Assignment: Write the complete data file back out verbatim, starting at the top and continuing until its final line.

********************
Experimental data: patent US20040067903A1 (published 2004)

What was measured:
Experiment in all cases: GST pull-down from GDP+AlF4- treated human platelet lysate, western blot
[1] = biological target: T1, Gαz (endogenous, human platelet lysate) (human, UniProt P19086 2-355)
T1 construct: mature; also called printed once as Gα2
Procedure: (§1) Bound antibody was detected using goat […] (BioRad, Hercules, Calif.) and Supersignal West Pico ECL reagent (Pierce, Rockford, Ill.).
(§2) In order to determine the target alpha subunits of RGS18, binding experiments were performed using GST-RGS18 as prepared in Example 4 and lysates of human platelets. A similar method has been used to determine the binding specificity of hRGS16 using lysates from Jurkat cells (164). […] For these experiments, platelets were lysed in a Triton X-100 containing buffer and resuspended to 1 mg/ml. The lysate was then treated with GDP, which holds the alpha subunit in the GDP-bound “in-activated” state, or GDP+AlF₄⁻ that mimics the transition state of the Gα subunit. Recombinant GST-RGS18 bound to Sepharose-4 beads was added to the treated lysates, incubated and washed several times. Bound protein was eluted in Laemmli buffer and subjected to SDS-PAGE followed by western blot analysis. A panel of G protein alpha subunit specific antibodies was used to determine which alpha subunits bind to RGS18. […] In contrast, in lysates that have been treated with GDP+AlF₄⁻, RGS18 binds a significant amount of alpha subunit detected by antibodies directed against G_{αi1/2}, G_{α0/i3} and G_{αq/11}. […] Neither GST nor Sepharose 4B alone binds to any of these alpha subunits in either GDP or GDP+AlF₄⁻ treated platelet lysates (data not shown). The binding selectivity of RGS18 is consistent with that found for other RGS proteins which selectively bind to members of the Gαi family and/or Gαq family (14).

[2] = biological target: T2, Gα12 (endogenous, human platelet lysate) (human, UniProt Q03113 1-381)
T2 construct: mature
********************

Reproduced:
Experimental data: patent US20040067903A1 (published 2004)

What was measured:
Experiment in all cases: GST pull-down from GDP+AlF4- treated human platelet lysate, western blot
[1] = biological target: T1, Gαz (endogenous, human platelet lysate) (human, UniProt P19086 2-355)
T1 construct: mature; also called printed once as Gα2
Procedure: (§1) Bound antibody was detected using goat […] (BioRad, Hercules, Calif.) and Supersignal West Pico ECL reagent (Pierce, Rockford, Ill.).
(§2) In order to determine the target alpha subunits of RGS18, binding experiments were performed using GST-RGS18 as prepared in Example 4 and lysates of human platelets. A similar method has been used to determine the binding specificity of hRGS16 using lysates from Jurkat cells (164). […] For these experiments, platelets were lysed in a Triton X-100 containing buffer and resuspended to 1 mg/ml. The lysate was then treated with GDP, which holds the alpha subunit in the GDP-bound “in-activated” state, or GDP+AlF₄⁻ that mimics the transition state of the Gα subunit. Recombinant GST-RGS18 bound to Sepharose-4 beads was added to the treated lysates, incubated and washed several times. Bound protein was eluted in Laemmli buffer and subjected to SDS-PAGE followed by western blot analysis. A panel of G protein alpha subunit specific antibodies was used to determine which alpha subunits bind to RGS18. […] In contrast, in lysates that have been treated with GDP+AlF₄⁻, RGS18 binds a significant amount of alpha subunit detected by antibodies directed against G_{αi1/2}, G_{α0/i3} and G_{αq/11}. […] Neither GST nor Sepharose 4B alone binds to any of these alpha subunits in either GDP or GDP+AlF₄⁻ treated platelet lysates (data not shown). The binding selectivity of RGS18 is consistent with that found for other RGS proteins which selectively bind to members of the Gαi family and/or Gαq family (14).

[2] = biological target: T2, Gα12 (endogenous, human platelet lysate) (human, UniProt Q03113 1-381)
T2 construct: mature